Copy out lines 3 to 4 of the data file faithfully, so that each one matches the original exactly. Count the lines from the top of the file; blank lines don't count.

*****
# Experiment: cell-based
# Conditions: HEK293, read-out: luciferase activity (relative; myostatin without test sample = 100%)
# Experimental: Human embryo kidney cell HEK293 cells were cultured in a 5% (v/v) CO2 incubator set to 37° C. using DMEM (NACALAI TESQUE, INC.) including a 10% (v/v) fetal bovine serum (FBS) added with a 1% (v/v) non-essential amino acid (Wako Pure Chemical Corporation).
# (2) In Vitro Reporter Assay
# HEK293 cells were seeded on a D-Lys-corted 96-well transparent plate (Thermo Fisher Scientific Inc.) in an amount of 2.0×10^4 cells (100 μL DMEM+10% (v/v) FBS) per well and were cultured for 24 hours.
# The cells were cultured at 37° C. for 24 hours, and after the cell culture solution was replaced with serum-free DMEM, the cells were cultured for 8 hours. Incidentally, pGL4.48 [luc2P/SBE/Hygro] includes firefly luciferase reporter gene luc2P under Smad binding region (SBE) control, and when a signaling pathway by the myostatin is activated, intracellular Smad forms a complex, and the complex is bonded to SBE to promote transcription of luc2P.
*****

# Experimental: Human embryo kidney cell HEK293 cells were cultured in a 5% (v/v) CO2 incubator set to 37° C. using DMEM (NACALAI TESQUE, INC.) including a 10% (v/v) fetal bovine serum (FBS) added with a 1% (v/v) non-essential amino acid (Wako Pure Chemical Corporation).
# (2) In Vitro Reporter Assay